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What Did You Teach and Learn on Inauguration Day?


I have no scientific data to back up my assumption that most teachers in America—at least the ones teaching in the upper-elementary grades through high school—took time out of the day yesterday either to watch part of the inauguration or discuss the events and their place in history. Even in a busy school day, with a full curriculum, this topic warrants priority.

Over at Teacher Magazine I found an interesting, albeit brief, discussion about what teachers would be doing on Inauguration Day, but I wonder how it all turned out. How did you make the topic meaningful for your students?

Did the events engage them in the content? Will this be part of ongoing lessons in your classroom? Why or why not?


I am a parent with two kids, Emma 19 and Eric 23, who were unschooled rather than attending high school. Our son Eric used the invocation by Warren and the benediction by Lowery to compare preaching style and content of these two, finding Lowery's skills and world view way beyond Warren's. He also promisingly noted Obama's inclusion of "non-believers" in his list of religious inclusion, indicating a real change from the previous administration.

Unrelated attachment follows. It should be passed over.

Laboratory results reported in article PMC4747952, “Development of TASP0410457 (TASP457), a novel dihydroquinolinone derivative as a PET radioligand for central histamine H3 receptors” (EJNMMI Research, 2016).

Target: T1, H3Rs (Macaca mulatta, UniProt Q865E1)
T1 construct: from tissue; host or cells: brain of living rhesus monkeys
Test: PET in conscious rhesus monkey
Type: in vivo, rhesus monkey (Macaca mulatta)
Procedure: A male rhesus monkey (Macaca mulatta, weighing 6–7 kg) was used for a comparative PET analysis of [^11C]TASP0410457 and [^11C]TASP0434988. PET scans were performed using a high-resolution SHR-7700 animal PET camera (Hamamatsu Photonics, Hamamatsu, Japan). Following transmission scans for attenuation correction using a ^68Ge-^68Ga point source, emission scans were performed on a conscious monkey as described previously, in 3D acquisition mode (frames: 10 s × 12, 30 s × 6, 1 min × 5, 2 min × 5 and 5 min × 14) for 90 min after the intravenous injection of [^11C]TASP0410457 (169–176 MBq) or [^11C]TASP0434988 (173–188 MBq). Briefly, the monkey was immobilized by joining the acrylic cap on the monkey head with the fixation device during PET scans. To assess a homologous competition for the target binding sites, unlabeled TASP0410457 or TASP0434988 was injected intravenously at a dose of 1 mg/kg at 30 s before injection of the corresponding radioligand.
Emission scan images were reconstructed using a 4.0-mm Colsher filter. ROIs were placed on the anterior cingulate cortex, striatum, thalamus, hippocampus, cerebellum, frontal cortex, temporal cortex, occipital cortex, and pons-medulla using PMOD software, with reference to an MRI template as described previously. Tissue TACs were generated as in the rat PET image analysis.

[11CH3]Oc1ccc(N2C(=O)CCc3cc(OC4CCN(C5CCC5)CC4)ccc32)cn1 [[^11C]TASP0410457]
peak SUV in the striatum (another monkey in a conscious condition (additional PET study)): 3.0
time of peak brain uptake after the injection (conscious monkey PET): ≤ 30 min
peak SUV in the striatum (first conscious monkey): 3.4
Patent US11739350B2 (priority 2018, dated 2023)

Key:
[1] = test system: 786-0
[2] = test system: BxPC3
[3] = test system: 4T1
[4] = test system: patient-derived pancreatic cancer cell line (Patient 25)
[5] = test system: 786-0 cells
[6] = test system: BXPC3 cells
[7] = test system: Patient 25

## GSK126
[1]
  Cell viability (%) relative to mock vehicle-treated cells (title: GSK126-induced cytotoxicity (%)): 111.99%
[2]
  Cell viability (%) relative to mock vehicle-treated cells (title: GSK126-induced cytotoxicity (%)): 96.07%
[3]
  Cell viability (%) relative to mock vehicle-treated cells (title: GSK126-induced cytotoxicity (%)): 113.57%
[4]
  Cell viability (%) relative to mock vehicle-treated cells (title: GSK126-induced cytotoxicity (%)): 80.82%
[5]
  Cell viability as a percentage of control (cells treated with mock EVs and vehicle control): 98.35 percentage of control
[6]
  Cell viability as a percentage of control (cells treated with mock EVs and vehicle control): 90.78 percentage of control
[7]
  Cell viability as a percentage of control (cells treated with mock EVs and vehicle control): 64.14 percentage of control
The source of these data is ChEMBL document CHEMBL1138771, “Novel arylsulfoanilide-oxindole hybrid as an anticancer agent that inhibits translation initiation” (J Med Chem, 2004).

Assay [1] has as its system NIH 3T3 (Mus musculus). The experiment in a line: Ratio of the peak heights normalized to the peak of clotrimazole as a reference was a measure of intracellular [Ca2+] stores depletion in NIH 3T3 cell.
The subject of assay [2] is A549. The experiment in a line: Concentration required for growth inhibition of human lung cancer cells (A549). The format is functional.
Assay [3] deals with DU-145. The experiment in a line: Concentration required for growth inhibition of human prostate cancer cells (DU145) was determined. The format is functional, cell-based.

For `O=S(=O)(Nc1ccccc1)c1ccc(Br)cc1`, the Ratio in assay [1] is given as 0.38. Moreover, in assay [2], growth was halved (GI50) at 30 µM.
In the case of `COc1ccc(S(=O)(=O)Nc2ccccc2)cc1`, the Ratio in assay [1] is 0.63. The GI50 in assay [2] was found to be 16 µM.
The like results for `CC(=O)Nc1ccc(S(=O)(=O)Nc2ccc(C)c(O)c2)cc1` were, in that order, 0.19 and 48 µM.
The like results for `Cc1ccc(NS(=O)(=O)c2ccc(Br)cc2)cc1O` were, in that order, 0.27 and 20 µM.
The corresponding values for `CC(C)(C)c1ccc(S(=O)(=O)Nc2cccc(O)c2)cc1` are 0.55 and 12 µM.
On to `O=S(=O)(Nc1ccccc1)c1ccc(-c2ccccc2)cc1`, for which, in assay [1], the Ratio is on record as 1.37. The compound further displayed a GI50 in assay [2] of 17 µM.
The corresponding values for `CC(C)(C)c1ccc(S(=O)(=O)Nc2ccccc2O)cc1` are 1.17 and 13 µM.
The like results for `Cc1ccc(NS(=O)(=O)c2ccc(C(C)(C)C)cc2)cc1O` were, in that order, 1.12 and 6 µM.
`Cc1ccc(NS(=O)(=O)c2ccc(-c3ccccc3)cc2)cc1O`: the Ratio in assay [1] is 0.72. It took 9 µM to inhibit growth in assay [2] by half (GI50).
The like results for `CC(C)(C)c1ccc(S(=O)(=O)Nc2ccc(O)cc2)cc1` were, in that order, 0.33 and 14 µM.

Cooper Zale

I am the community relations manager at Project Learn, a literacy organization in Ohio. Our adult GED students wrote letters to President Obama. While we waited for his swearing in, we played Barack Bingo.

In our ESOL classes, we talked about what the new presidency meant for immigrants. It was great to hear the feedback from our students, who are excited to see what President Obama will accomplish.

How much kool-aid has this country imbibed? Don't you realize you sound like teachers in Maoist China or Stalinist Russia? Don't you realize that there is an Empire going on? and a murderous and thieving one at that?

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